Jonah Goldberg, Los Angeles Times, January 15, 2018
Sen. Lindsey Graham says he scolded the president for saying something scatological about certain countries and their immigrants. “Diversity has always been our strength,” he allegedly said. By my count, this makes Graham the bazillionth person to proclaim some variant of “diversity is strength.”
Is it true? I think the only close to right answer is, “it depends.” Specifically, it depends on what — often clichéd — analogy you have in mind. Diverse stock portfolios are more resilient. Diverse diets are healthier. But that doesn’t mean picking bad stocks will make you richer or that eating spoiled foods is good for you.
I once heard Jesse Jackson explain that racial integration of the NBA made it stronger and better. He was right. But would gender integration of the NBA have the same effect? Would diversifying professional basketball by height? Probably not.
There’s a growing body of evidence that even if diversity — the kind that results from immigration — once made America stronger, it may not be doing so anymore. Robert Putnam, a liberal sociologist at Harvard, found that increased diversity corrodes civil society by eroding shared values, customs and institutions. People tend to “hunker down” and retreat from civil society, at least in the short and medium term.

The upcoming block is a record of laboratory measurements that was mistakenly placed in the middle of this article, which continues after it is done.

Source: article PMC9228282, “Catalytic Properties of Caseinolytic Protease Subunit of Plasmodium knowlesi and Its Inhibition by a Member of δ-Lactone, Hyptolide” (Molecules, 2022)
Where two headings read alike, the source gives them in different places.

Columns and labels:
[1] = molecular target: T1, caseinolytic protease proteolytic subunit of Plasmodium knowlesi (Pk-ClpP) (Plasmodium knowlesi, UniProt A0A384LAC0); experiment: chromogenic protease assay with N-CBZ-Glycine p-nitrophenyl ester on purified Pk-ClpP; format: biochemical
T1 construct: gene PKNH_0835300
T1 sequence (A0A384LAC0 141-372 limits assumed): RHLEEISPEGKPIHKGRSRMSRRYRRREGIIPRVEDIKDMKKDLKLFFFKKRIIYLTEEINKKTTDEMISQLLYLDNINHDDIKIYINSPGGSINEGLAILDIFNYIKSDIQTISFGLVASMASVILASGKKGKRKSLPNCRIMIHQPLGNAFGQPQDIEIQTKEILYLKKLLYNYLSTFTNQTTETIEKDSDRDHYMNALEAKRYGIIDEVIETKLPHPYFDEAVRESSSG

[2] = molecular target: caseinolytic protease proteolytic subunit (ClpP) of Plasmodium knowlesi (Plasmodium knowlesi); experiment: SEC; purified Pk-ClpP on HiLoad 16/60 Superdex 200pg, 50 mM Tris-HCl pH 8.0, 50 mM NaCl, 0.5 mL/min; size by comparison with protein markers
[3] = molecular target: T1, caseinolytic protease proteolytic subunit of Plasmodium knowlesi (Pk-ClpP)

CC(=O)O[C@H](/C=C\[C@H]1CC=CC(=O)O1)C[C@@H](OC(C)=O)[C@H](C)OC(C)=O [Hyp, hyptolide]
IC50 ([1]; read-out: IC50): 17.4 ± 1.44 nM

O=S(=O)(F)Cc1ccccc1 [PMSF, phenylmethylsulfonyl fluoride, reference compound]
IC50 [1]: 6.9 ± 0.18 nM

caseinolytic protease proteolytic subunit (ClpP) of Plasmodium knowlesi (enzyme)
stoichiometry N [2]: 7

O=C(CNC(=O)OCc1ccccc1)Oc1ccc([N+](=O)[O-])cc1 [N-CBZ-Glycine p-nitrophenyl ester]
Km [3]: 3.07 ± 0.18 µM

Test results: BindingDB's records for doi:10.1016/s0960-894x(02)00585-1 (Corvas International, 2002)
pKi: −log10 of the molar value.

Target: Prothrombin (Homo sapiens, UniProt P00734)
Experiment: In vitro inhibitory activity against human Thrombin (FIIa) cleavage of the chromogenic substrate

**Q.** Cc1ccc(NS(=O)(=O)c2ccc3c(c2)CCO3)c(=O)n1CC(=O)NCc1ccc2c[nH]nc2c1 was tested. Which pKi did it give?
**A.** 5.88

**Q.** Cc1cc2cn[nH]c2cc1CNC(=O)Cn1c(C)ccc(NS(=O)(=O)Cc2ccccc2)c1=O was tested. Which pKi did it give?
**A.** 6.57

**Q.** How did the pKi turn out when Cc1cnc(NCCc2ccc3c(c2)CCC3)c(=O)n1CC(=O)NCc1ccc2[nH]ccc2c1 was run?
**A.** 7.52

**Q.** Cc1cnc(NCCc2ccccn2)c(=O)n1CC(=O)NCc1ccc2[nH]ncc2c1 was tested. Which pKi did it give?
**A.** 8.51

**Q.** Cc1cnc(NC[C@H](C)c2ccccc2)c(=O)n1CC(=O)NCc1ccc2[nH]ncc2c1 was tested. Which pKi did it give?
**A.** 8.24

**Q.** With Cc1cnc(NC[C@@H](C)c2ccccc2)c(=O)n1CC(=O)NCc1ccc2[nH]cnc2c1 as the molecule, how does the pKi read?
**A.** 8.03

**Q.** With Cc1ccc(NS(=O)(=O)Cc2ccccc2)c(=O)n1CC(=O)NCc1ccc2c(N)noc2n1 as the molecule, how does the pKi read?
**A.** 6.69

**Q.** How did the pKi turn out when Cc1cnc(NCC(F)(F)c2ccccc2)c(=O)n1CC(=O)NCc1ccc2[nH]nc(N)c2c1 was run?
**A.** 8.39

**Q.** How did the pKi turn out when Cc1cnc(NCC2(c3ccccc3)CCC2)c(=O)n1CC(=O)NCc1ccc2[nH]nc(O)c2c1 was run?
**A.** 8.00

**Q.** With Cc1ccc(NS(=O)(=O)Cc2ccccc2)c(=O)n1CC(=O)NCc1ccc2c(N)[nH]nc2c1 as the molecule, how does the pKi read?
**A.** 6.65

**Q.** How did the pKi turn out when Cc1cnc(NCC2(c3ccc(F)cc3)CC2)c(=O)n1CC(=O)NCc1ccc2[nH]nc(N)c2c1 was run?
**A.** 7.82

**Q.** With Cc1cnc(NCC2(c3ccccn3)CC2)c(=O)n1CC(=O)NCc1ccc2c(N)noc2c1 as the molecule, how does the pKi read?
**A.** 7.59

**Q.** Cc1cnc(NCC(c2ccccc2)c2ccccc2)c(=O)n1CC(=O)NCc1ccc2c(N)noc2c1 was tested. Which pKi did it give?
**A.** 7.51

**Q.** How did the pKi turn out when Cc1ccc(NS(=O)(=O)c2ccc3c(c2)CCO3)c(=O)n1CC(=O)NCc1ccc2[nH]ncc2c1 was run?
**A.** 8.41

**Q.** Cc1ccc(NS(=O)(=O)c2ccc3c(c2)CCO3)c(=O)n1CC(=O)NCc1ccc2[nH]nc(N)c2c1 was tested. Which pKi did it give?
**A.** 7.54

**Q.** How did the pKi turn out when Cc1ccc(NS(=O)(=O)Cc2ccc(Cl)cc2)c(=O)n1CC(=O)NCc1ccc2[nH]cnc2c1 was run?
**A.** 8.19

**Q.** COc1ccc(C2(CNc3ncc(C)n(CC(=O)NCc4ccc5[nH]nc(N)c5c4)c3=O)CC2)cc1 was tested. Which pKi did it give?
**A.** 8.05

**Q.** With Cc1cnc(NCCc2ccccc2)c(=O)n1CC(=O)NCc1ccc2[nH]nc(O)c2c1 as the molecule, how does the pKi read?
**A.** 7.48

There’s a growing body of evidence that even if diversity — the kind resulting from immigration — once made America stronger, it may not be doing so anymore.
I think the real culprit here isn’t immigration or diversity in general, but the rising stigma against assimilation. Particularly on college campuses, but also in large swaths of mainstream journalism and in the louder corners of the fever swamp right, the idea that people of all backgrounds should embrace a single conception of “Americanism” is increasingly taboo.
But while traditional notions of assimilation are increasingly heretical, there is a kind of anti-assimilation assimilation movement afoot. It insists that we must “celebrate our differences” and make them the essence of our identity. The University of California officially considers terms like “melting pot” offensive and “triggering.” But no one would call the UC system a hot bed of free and independent thought.
What is expected is assimilation into an ideological worldview that simply asserts without proof that one kind of diversity makes us stronger.
Strength has always struck me as a strange ideal for a democracy. Strength, like other fetishized ideals such as “unity,” is wholly amoral. Strength to do what?
Strength, it seems to me, is a top priority of every nationalist creed. It fits more uncomfortably within American notions of patriotism.
If you read the Federalist Papers, you’ll learn that among the top priorities of the founders was to ensure that the government, particularly any branch of government, not be too powerful. The Bill of Rights is all about constraining the power of government. The Constitution never once mentions the words “strength” or “strong.” Neither does the Declaration of Independence. But both documents talk a great deal about freedom and liberty.